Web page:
Egyptian army air strikes near Sheikh Zuweid and Rafah town in Northern Sinai killed four civilians on 4 July. The deaths coincided with an unannounced visit to Sinai by Sisi who was quoted saying “I have come to salute the heroes of the armed forces and to express to them my recognition.” Egyptian military positions in the peninsula sustained heavy casualties in attacks by fighters from the Province of Sinai group on 1 July.
The recent wave of attacks comes after more than two years of military operations in the region aimed at defeating such armed Islamist groups. Yet local people say the crackdown is having the opposite effect. Reporters from independent news website Mada Masr spoke to residents in February 2015, who told them that two years after the 2011 revolution there were only around 100 militants in the region. The increase in military and police repression since the overthrow of Mohamed Morsi in 2013 has helped them recruit.The Egyptian army has destroyed whole towns in Sinai, such as Rafah which was demolished in order to establish a ‘buffer zone’ on the border with Gaza in January 2015. The destruction of the city forced around 2,044 families to leave their homes, following the first wave of around 1,156 families displaced in December.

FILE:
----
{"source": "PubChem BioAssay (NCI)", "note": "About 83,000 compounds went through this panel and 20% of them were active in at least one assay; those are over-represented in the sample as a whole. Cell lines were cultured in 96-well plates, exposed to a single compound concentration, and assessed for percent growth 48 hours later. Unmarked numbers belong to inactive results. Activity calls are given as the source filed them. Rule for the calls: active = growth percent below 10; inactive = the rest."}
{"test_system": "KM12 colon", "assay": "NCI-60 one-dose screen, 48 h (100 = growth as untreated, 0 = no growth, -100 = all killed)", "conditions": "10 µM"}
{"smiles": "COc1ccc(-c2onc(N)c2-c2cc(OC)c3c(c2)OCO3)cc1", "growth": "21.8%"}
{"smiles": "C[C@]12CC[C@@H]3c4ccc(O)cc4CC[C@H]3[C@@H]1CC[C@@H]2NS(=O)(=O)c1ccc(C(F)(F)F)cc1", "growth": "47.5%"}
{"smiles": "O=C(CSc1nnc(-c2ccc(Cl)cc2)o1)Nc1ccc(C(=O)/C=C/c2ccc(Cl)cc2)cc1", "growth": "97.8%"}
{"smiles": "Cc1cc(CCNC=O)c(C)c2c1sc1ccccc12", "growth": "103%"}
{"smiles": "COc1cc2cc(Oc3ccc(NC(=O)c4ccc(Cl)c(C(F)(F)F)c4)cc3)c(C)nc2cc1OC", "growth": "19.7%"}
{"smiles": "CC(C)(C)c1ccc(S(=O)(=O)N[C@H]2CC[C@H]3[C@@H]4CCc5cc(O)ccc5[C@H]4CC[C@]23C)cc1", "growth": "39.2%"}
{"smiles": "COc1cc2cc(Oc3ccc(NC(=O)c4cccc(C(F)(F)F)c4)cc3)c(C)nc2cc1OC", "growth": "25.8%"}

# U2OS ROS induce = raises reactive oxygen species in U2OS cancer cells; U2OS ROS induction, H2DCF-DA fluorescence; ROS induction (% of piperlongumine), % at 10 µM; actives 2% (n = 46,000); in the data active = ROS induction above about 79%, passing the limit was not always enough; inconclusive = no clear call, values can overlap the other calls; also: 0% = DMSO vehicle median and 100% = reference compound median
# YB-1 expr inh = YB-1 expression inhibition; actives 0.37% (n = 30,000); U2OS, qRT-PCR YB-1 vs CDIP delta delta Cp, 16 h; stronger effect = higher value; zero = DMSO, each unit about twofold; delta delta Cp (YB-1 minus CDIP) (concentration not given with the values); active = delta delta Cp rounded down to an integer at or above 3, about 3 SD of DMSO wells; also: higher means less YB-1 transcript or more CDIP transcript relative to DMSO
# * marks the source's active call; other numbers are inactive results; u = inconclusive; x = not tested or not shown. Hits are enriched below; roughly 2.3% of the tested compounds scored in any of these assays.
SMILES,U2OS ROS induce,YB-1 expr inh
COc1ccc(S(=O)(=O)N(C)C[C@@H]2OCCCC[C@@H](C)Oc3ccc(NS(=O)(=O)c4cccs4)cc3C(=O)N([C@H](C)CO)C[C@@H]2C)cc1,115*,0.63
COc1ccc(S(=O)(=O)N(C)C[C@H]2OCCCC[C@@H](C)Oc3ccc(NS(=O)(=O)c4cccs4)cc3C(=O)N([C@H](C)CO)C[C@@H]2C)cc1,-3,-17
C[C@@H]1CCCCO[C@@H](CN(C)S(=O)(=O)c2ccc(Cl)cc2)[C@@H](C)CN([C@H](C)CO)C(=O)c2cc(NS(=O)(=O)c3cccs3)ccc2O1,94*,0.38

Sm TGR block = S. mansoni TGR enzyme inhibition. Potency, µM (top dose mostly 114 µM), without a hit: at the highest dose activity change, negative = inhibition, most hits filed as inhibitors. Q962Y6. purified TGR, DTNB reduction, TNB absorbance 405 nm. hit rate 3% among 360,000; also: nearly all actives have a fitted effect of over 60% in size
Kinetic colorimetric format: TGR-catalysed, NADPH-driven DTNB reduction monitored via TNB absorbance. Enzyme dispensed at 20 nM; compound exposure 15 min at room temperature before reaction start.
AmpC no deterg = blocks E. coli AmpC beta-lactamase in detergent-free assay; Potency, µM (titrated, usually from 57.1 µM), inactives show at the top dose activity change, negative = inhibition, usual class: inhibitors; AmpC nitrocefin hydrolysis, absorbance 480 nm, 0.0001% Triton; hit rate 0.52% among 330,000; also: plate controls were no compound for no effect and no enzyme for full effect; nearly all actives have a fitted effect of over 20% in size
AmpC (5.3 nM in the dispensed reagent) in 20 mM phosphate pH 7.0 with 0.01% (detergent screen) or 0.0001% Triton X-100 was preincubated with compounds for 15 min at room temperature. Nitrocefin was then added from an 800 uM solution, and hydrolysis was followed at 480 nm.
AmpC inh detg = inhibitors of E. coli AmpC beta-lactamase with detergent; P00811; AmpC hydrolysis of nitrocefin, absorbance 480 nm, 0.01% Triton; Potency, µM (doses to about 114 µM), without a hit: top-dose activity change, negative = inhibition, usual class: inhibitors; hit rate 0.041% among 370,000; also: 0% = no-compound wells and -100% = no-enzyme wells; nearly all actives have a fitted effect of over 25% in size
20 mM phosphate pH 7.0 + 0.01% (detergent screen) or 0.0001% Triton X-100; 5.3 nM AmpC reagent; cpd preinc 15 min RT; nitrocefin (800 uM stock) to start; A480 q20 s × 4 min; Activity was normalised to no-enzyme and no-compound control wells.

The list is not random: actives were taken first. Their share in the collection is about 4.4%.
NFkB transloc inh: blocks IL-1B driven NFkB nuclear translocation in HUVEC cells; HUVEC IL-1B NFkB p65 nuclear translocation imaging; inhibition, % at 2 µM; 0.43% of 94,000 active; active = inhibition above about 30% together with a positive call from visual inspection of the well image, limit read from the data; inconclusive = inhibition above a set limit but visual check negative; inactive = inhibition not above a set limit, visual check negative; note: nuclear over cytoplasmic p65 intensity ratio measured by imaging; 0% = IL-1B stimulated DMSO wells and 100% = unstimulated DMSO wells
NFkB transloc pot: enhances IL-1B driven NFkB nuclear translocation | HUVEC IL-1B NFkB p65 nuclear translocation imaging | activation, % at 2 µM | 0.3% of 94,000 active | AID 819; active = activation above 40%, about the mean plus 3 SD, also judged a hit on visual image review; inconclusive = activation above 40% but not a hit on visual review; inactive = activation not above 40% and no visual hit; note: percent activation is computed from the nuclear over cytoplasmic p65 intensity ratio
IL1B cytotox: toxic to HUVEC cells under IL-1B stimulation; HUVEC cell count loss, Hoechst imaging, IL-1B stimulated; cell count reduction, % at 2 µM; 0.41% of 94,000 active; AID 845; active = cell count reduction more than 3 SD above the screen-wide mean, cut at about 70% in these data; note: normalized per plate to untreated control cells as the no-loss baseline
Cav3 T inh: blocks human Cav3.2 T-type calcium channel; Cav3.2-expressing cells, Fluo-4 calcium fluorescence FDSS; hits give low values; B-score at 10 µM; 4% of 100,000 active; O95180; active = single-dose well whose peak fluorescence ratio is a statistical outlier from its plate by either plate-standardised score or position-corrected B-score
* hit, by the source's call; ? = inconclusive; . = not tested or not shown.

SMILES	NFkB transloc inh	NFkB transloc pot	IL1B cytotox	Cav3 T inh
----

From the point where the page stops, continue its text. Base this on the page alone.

Both armed Islamist groups and the army have caused deaths and injuries to civilians in the region. Egyptian army responsibility for civilian casualties is much less likely to be reported, however, as a result of repression of media freedoms and the military’s propaganda campaigns against terrorism. Sinai residents are often demonised in the Egyptian media. Following a previous attack which killed 33 Egyptian soldiers, General Mohamed Mokhtar Qandil claimed: “People in Sinai are collaborators with terrorists, and they do not cooperate with the military. These so-called innocent residents are the ones harbouring and protecting terrorists.”
The military’s spokesmen also portray all opponents of the regime as one solid terrorist organisation. Sisi is creating a state of panic around groups as diverse as the Muslim Brotherhood, peaceful anti-military activists, LGBT rights activists and student protesters. By linking them to ‘ISIS activity’ in Sinai, he can also justify loss of civilian lives as a necessary price for defending the region in the ‘face of terror.’ This rhetoric is also used to justify killings of regime opponents, such as the leading Muslim Brotherhood activists shot dead by the security forces in 6 October City on 1 July.